GOP backs Murtha in redistricting plan
HARRISBURG - Republican officials from Cambria and Armstrong counties made strong arguments on Tuesday for retaining U.S. Rep. John Murtha, a Johnstown Democrat, when congressional district lines are redrawn next month to comply with U.S. Census results.
Johnstown Mayor Don Zucco and Armstrong County Commissioner James Scahill said the incumbent simply puts his constituents before party when it comes to representing southwestern Pennsylvania.
"Cooperation has been the key," Zucco said, noting that Murtha works with local officials of both parties to promote economic development.
The Johnstown mayor claimed that Murtha, ranking minority member on the powerful U.S. House Armed Services Committee, has secured about $500 million in defense contracts for his district.
"We cannot afford to lose him," Zucco said in making his pitch before a joint meeting of the state Senate and House committees on State Government.
The panel opened hearings yesterday as the first step in the complex process of redrawing the state's congressional districts.
Charles Lemmond, a Luzerne County Republican and chairman of the Senate State Government Committee, noted that U.S. Census results indicated that Pennsylvania's congressional delegation will drop from 21 to 19 members for the session that opens in January 2003. The state's population grew by only 500,000 to 12.3 million during the 1990s.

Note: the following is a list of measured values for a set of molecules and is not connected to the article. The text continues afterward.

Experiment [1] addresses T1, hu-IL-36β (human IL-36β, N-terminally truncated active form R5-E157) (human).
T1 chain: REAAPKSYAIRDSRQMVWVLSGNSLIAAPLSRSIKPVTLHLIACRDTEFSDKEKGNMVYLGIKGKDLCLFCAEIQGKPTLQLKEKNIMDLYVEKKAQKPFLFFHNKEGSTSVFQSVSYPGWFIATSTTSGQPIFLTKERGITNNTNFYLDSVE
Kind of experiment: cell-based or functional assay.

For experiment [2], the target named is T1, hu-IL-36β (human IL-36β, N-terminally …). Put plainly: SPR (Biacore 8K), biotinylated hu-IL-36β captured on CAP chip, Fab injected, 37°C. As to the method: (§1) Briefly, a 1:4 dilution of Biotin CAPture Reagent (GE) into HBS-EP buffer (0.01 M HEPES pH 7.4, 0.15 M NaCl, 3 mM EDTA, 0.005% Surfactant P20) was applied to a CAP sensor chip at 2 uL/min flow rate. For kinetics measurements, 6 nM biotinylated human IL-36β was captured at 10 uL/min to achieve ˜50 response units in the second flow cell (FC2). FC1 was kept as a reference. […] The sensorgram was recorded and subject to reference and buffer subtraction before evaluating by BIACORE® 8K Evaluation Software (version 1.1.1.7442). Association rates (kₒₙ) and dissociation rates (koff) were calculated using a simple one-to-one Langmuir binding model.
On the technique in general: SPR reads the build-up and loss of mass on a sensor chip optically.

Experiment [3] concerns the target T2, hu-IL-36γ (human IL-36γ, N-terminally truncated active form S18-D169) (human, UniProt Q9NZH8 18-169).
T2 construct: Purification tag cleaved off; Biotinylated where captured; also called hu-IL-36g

Unlike legislative redistricting, which is done by a bipartisan commission, congressional redistricting involves the full General Assembly. As a result, the majority party generally gets it way. And Republicans have control of both legislative chambers.
"We hope that Jack Murtha is not one of the two congressmen cut in the process," Scahill said just prior to presenting his testimony. He also praised Murtha's cooperation and ability to deliver federal money to his district.
State Sen. Robert Thompson, a Chester County Republican, called Murtha "a Pennsylvania treasure." That was an indication that Republicans would not move to jeopardize the powerful Democratic congressman.
Stephen MacNett, chief counsel to the Senate Republicans, affirmed that position. "Certain Democrats have served the commonwealth very well," he said.
Murtha represents the 12th Congressional District, which includes large portions of eastern Westmoreland County.
While MacNett would not comment on how any congressional districts would be redrawn, there was unofficial speculation that any revised 12th District would be pushed further into Westmoreland County.
"I have no problem with that," said Rep. Jess Stairs, an Acme Republican. "He (Murtha) cooperates and gets things done."
"Let it happen," said Rep. James Casorio, an Irwin Democrat. He expressed hope that such a move would help in his efforts to revitalize Jeannette. "If what Congressman Murtha did for Johnstown is an example of his cooperation in economic revitalization, then bring his district further into Westmoreland County," he said.
Murtha's spokesman, Brad Clemenson, said his boss always considers what is good for his district and the state, and not party position. He said the pitch to keep his boss in Congress and the support of state legislative Republicans was gratifying.
The two committees are expected to hold additional hearings on redistricting next week, one in Allentown and another in Pittsburgh. A congressional redistricting plan is expected to clear the General Assembly before the legislative holiday recess, MacNett said.